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Ironman CEO Andrew Messick is categorical: “The race course has to be safe for everybody, not just people who are young and strong.” Ironman has its critics on many issues, but Messick knows this stance cannot easily be challenged. Whether it’s rough seas, blue-green algae, cold water, hot weather, flooding, landslides, bush fires or sharks, you name it, we’ve had it in triathlon in the past few years.
Nobody wants to see a sporting event end in tragedy, but neither do triathletes want to spend hundreds of pounds on a race and have part or all of it cancelled, as has been happening with increasing frequency. It can’t all be blamed on Mother Nature either. The climate might be changing, but so are attitudes to risk – predicated on an increasing blame culture – that means erring on the side of caution like never before. Competitors often sacrifice their entry fees due to hardline ‘no refund’ policies because organisers’ costs are already sunk, and everyone is left feeling compromised and underwhelmed.
There is a paradox here, though. Ironman is billed as the hardest one-day event on the planet, yet its owners preside over a finance-driven model which demands as many bodies on the start-line as possible, regardless of athletic competence.
The aspirational marketing that claims ‘Anything Is Possible’ for anyone has a flipside – it downplays the challenge. Not in the surface level hype or in the small print of the disclaimers, but in decisions on race day, where the novice who might rarely leave the pool, now encounters the swell of a sea swim, and the race director isn’t confident to proceed.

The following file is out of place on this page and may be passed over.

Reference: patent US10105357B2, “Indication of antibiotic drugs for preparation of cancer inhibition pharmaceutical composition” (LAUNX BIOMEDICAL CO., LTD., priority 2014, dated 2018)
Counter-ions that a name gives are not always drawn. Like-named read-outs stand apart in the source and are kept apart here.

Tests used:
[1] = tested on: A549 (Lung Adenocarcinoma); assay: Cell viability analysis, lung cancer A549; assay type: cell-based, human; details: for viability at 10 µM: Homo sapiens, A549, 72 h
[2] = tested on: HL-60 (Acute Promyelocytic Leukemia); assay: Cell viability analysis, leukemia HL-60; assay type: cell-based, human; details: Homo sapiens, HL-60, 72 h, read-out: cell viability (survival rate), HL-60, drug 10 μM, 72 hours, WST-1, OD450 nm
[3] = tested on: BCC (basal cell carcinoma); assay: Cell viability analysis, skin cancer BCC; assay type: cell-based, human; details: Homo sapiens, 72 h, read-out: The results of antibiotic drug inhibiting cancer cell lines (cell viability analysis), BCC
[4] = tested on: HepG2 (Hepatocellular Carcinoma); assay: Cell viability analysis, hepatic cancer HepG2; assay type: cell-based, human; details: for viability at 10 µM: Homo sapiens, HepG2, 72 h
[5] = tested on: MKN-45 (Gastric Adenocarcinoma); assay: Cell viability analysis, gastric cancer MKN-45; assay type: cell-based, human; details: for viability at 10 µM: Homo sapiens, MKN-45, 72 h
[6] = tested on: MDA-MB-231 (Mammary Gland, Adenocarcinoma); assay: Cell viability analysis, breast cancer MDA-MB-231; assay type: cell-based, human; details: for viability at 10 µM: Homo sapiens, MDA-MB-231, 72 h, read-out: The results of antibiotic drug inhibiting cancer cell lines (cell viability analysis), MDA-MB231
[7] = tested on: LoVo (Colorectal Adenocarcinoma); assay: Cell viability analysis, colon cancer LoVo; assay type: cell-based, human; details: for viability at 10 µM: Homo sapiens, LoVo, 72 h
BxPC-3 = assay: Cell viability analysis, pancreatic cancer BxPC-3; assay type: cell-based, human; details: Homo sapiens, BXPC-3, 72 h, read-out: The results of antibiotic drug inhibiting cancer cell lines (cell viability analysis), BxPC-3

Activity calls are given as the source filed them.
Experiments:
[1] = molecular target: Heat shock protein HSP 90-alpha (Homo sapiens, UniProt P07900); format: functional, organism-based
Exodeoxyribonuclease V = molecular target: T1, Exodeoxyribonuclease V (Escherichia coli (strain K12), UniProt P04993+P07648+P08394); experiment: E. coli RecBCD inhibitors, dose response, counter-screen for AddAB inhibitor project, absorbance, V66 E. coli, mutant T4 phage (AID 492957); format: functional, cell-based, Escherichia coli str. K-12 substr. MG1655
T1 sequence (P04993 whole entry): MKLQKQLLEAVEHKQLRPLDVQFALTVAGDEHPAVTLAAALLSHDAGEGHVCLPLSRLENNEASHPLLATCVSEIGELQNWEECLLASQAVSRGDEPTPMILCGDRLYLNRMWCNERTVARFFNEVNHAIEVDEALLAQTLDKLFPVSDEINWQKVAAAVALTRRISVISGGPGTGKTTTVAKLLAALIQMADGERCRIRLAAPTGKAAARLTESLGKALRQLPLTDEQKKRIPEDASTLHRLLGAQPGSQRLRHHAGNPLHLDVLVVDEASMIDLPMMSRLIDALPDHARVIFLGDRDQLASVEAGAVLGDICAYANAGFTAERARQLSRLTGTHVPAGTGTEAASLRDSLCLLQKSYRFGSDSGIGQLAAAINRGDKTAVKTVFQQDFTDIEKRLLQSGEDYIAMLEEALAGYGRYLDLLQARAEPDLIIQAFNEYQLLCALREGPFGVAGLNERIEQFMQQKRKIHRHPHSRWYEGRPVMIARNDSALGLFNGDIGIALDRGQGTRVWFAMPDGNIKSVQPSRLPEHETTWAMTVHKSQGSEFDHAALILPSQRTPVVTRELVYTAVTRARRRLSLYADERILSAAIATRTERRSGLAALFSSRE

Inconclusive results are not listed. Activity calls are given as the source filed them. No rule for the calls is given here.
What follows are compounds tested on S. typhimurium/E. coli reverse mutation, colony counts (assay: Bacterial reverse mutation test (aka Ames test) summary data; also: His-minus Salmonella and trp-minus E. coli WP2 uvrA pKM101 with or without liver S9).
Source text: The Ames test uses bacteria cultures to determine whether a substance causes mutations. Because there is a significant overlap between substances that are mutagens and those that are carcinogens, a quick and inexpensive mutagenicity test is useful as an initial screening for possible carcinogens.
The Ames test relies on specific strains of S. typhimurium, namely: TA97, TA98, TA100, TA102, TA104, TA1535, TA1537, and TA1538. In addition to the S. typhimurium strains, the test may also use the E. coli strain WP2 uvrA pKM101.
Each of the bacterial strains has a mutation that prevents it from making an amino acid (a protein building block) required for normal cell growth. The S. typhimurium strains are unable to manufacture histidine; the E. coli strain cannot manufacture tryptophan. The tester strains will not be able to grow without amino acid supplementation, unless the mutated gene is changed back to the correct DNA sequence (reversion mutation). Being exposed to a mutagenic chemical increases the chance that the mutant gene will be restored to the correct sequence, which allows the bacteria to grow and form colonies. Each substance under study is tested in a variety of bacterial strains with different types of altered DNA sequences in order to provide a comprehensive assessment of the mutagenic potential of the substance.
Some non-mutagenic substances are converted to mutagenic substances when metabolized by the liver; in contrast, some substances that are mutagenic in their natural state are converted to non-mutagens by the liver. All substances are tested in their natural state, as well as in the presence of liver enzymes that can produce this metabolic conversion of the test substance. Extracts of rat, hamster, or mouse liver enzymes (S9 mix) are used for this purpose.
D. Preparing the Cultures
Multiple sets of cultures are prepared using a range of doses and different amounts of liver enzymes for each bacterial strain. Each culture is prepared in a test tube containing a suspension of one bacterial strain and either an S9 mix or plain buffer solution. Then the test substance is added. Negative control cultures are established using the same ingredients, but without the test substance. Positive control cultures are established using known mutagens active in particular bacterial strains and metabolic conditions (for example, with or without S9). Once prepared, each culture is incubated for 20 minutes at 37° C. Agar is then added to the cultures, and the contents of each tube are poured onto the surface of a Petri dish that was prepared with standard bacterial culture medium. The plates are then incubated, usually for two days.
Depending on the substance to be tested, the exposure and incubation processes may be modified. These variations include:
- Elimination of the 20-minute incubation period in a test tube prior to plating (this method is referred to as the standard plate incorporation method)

Ironman is a very different beast to parkrun, for example, that happily celebrates its average times getting slower because it encourages mass participation. A 3.8km swim, 180km bike and 42.2km run puts a severe load on anyone’s body, but the achievement of completing it has been normalised in recent years. It’s no longer the preserve of the quirky few with years of endurance sport experience and the resilience to cope with inclement conditions. Too many of us now turn up wide-eyed and underprepared. Even if organisers don’t encourage it, they have to cater for it, so when there’s a large show of hands at the start of an iron-distance race from those admitting it’s their first triathlon, there should be concern not applause.
Whether an example of society’s increasing need for quick gratification or not, we should question the impulse to go longer and harder at the earliest opportunity. Perceptions have become skewed. After all, a sprint triathlon is an oxymoron. It’s not a 100-yard dash but a solid test of aerobic capacity and a great way of racing more frequently, mastering skills and building an endurance base.
And if more of us concentrate on strengthening these foundations, then when it comes to eventually going long, it will also help instil confidence in event organisers that their triathletes are conditioned to race in testing conditions. The
result? Everybody benefits.
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